“When you say yes to something you don’t want to do, here is the result: you hate what you are doing, you resent the person who asked you, and you hurt yourself.”
– James Altucher, The Power of No: Because One Little Word Can Bring Health, Abundance, and Happiness
There’s a lot of power behind the word no.
There is a stigma associated with it as well.
In the startup phase, most entrepreneurs/small business owners don’t say no. They take on work that may be outside their wheelhouse or outside their core area of expertise. They take on clients with whom they do not fit. Or work that they won’t make any profit on (all in the name of past performance). They fear being ‘too exclusive’ that they stretch themselves too thin, trading one extreme for another.
Instead of referring the work to another resource, entrepreneurs/small business owners will rationalize taking it on. Let’s face it, we all need to earn a living. Especially when you first start off bootstrapping the organization. But it’s the rationalization and the taking of work outside of your core area that will potentially tank you financially, tap your energy and more importantly tarnish your reputation. Reputation is important no matter what stage you are in, but it can be the difference between the hockey curve growth and the shuttering of the doors during the first few years.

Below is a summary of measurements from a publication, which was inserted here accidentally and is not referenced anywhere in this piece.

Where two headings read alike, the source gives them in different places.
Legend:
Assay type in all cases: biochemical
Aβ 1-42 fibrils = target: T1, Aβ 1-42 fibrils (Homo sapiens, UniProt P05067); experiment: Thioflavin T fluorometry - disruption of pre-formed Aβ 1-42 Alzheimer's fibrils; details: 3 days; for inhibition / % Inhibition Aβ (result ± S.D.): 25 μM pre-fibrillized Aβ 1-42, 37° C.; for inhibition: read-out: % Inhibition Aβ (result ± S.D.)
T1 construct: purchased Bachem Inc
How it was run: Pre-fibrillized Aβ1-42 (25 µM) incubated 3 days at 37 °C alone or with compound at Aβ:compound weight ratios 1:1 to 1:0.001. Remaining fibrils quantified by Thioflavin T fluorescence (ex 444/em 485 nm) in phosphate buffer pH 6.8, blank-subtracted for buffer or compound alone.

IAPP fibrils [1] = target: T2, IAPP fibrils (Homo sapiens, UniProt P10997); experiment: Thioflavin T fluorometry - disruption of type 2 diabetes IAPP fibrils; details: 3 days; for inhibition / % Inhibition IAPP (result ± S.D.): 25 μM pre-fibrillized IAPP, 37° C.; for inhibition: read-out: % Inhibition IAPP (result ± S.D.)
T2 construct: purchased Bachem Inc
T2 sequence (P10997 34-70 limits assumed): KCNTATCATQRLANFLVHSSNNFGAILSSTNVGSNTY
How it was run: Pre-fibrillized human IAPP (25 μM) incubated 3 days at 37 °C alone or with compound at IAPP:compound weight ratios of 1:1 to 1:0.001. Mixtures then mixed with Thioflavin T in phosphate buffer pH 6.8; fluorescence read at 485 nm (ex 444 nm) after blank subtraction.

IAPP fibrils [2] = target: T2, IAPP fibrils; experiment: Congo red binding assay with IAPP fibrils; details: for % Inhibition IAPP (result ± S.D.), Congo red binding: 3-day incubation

Every business owner has their own horror story of the project or client with whom they just couldn’t win. Something they spent all their time on, with little (or no) success. It’s natural. But those that have too many of these stories are doomed.
At some point (the earlier, the better), it is necessary to get to the point where you can say no. You can identify opportunities that just aren’t for you. That your company is not a fit. There is power in saying no. It means that you value your time, your reputation and your colleagues. Saying no doesn’t mean that you won’t take risks. It means that you are thoughtful in those risks that you do take on.
Be known for the work you win, not the opportunities you might have missed.